[dropcap color=”#008040″ boxed=”yes” boxed_radius=”8px” class=”” id=””]I[/dropcap]n the last two months there have been more than 10 major terror attacks in Pakistan. Where more than 200 people were killed, of which many were innocent victims. 88 people died in Sufi shrine in Sindh province in a deadly suicide bomber attack by a female terrorist targeted the much reputed Sufi shrine of Lal Shahbaz Qalandar in Sehwan on February 16 at the time of evening Damal an emotional dance was performed, responsibility of this attacks were claimed by the Jamat Ul Ahrrar a local Pakistani terror group group affiliated to Islamic State, And anti Shia and anti Sufi focus is part of shared ideology. The Pakistani Army chief Gen. Qamar Javed Bajwa issued a strong statement saying that “Each drop of the nation’s blood shall be revenged, and revenged immediately. No more restraint for any one.”
There has been a steady movement to exclude the non-Sunnis.
The Pakistani government launched a crackdown and claims to have killed more than 100 militants in different parts of the country. Afghanistan was blamed for providing shelter to some of these groups and In current development PM Nawaz Sharif government has placed Hafiz Sayed under house arrest, considering him as serious threat to Pakistan’s security.
Steady anti Shia and now the anti Sufi focus is not of the recent origin, as this kind of excommunication goes back to the mid 1950s when the Ahmadias were targeted. There has been a steady movement to exclude the non-Sunnis. There have been two broad orientations of Islam since the days of its inception. One was the orthodox Islam, it believes that Muslims should leave in accordance with the rule of sharia and the other is Sufi Islam where rituals, the idea of love and communing with the god are propagated. Through out the history of Islam these two tendencies have come together, collided and diverged. The equilibrium of shared ideology was never disrupted, but today we can see the strong ideological offence against the Sufi Islam and Shia Islam.
The orthodox tendencies of Islam can be referred to the kind of Islam that is eminating from Saudi Arabia with so called Wahabi and Salafi. These can be a simple reduction in politics of Shia and Sunni, where Saudi Arabia represents the political faction of Sunni Islam and Iran the political faction of Shia Islam. The context of Shia, Sunni politics in Pakistan goes back to the days of Zia-Ul-Haq on the issue of Zakat, where Shia-Sunni religious riots took place over the differences in Islamic jurisprudence in particular, over how Zakat donations would be distributed. Since then it has become one big mess which has not been fixed by the later governments. This is the reason why when the Middle East blows up the repercussions are being felt in Pakistan.
[dropcap color=”#008040″ boxed=”yes” boxed_radius=”8px” class=”” id=””]T[/dropcap]he first question raised after the attack was what it really meant for the entire region and particularly for India. It was not for the first time that there has been a spike in terrorism in Pakistan. But fortunately these terror attacks have not made an impact on India. In India Shias and Sunnis are living in peace and there’s no direct confrontation, while there may be a problem or two in certain pockets. Afghanistan and Pakistan continue making bitter charges against each other as the Afghans are trying to break free from the grasp of Pakistan. If this continues eventually they will end up becoming strategic rivals. As each tries to gain the upper hand, expect more turbulence in the near future.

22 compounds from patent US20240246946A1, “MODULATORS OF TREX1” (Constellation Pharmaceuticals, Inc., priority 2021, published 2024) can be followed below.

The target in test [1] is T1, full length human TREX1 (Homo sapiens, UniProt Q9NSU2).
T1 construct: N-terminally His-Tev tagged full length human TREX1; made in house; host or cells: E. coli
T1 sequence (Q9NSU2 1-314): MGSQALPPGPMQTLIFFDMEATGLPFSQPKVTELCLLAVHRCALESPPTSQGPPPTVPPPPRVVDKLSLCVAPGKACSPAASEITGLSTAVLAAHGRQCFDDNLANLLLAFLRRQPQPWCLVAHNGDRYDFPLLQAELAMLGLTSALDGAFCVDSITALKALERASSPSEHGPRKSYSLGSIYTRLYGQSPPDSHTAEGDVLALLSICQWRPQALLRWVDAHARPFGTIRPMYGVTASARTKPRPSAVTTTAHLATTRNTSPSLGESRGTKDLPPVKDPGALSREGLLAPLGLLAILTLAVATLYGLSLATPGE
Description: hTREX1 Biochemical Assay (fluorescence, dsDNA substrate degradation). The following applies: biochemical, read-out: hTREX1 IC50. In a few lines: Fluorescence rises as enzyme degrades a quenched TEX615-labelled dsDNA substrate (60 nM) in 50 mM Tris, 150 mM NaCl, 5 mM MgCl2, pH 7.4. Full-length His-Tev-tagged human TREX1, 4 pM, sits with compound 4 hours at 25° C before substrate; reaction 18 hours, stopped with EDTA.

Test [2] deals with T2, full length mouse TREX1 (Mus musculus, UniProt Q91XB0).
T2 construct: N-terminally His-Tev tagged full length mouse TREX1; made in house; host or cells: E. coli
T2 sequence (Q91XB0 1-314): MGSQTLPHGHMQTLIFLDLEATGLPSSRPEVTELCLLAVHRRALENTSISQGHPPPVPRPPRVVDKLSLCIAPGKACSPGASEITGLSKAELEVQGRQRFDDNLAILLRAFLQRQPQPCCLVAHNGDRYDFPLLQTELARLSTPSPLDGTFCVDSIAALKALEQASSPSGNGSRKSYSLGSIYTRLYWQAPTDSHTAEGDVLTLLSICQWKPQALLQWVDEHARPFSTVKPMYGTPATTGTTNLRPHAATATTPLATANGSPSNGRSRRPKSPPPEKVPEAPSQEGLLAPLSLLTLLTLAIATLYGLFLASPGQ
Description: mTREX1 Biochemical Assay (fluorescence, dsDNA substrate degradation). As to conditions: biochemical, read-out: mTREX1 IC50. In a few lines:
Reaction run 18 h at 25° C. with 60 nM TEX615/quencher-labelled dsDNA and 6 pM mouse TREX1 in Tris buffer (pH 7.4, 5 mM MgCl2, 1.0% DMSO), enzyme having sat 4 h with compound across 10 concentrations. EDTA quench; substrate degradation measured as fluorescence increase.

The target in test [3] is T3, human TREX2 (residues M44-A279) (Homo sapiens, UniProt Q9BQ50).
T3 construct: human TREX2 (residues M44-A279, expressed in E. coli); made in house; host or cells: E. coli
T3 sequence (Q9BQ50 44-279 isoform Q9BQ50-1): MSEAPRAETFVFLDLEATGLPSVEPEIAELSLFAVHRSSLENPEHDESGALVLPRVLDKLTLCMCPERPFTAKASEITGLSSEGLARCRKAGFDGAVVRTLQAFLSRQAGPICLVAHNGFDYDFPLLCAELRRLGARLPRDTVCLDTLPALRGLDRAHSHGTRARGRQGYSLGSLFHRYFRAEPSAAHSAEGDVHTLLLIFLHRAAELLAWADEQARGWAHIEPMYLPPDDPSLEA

The state must take up the policy initiatives to deradicalise the Islam.
Pakistan has a complex relationship with terrorism. Though Pakistan calls itself as a victim of terrorism it has never done anything to deradicalise the Islam in the country. The recent events shows there was a relation between the deep state and the terror groups. Pakistan has got different schools of Islam like Bareilly Madrasa, Deoband Madrasa, Madarasa of Jamat-e-Islami etc., where each school teaches its own set of arguments, some of which are directed against each other. This kind of in-doctrinal differences has been there for decades, and people coming out of this Madrasas have a very narrow vision of only the sect they came out of. If this continues, it will only get worse. In this complex situation, the deradicalisation of Islam was going to be huge task for state. But unfortunately no leader in the Pakistan is ready to speak on this issue.
Islamic State and many other radical Islamic outfits are using websites and latest tools for spreading their propaganda in a skillful manner, and the state must make an intervention to stop them from spreading propaganda. The state must take up the policy initiatives to deradicalise the Islam. Many liberals and scholars in Pakistan have suggested that it should start from the school and curriculum taught in the schools. Pakistan has got the highest school drop out rate which is about 60 percent and Pakistan was investing only 2 percent GDP on education. Pakistan should invest more in education and bring the children to the schools. Liberal scholars like Javed Ahmed Ghamidi have suggested many practical measures towards a better system of education in Pakistan.
As Neslon Mandela said, “Education is the most powerful weapon which you can use to change the world”.
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